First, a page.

Prof. Jacques Fame Ndongo, Minister of Higher Education, Chancellor of Academic Orders, has signed a series of texts creating new Law Departments in some State Universities.
According to the texts, the two Angloxason universities of Buea and Bamenda now have the departments of French Private Law. The newly created departments in the Faculty of Law and Political Science of the University of Bamenda and the Faculty of Social and Management Sciences of the University of Buea will be subdivided into many units and laboratories with respect to existing specialisation upon proposal of the respective Vice Chancellors.
Meanwhile, the Minister of Higher Education, in separate texts also created the Departments of English Law in the universities of Douala, Dschang, Maroua and Ngaoundere. The decision to create these new departments of French Private Law and English Law in State universities is part of government resolve to provide solutions to concerns raised by the Common Law lawyers in the two-English speaking regions of the country. In the following interview, granted the national bilingual daily, Cameroon Tribune, Prof Jacques Fame Ndongo gives details on the new departments and their functioning.
Professor Jacques Fame Ndongo: “Our History Is Characterised By A Double Heritage”
Minister of Higher Education
What justifies the creation of English Law and French Private Law Departments in certain Cameroonian State Universities?
In reaction to the grievances raised by some Anglophone Lawyers’ Trade Unions and in keeping with the highest instructions of the President of the Republic, Head of State, several working sessions of an Inter-ministerial Committee (MINJUSTICE, MINESUP, MINFOPRA, MINFI) were held under the Chairmanship of the Minister of State, Minister of Justice, Keeper of the Seals at the end of which several recommendations were made for the highest appreciation of the Head of State.
The Head of State thereafter handed down the instruction that departments of English Law be created in the Faculties of Laws and Political Sciences of the Universities of Maroua, Ngaoundere, Douala and Dschang, and of French Private Law in the Faculty of Laws and Political Science of the University of Bamenda and in the Faculty of Social and Management Sciences of the University of Buea.
After these Universities, shall the others benefit from this measure as well?
It is important to note that State Universities each have their respective missions and vacations assigned to them by their decree of organisation. Those Universities in which these departments were not created do not have Faculties of Law and Political Science nor do they have training programs in the domain of Law.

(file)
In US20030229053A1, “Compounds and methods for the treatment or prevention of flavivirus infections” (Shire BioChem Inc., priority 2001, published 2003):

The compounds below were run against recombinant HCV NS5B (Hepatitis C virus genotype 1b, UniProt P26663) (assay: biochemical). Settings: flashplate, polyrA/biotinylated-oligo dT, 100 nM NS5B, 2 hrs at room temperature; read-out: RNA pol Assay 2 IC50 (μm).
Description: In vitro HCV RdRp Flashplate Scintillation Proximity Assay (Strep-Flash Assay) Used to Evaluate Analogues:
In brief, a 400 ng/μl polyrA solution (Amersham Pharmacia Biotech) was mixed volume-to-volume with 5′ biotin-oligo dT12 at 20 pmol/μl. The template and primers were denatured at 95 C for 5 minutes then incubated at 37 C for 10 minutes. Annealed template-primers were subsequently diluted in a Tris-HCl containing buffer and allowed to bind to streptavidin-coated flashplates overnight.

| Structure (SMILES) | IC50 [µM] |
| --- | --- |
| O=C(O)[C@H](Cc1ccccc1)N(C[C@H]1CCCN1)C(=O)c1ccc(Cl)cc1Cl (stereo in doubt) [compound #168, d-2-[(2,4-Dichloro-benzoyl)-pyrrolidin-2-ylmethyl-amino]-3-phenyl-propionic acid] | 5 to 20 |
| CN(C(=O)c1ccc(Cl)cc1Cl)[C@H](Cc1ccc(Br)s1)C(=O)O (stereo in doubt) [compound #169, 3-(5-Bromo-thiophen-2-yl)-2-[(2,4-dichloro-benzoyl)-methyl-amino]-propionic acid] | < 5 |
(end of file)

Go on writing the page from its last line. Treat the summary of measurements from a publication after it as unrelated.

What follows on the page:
This is particularly the case with the University of Yaounde I which does not have the faculty concerned with this decision. It is necessary to precise that the University of Yaounde II is not involved in this measure because a Faculty of Law and Political Science exist therein and these departments are already operational in that Faculty. However, whenever the need arises, some Universities could be reorganised with the creation of a Faculty of Laws and Political Science. It is only within this context that such departments could be created for them as well.
What explains these decisions?
Our political and constitutional history is characterised by a double heritage. The Cameroonian State experienced on the one hand an English Administration and on the other hand a French Administration. The legacy of these two States is a biculturalism which has a fundamental impact on our languages and judicial cultures which has a dual character. It is logical that this judicial dualism should determine all training programs in the domain of Law in Cameroon, be it in State Universities of French Speaking zones of our country or in State Universities of the English speaking areas of Cameroon.
Following the observation we made and after evaluating these training programs, we thought it was necessary to take all measures necessary to put in place structures that would ascertain complete and adequate training programs (Common Law and French Law) in the domain of law in our country in spite of the University in which the student is registered.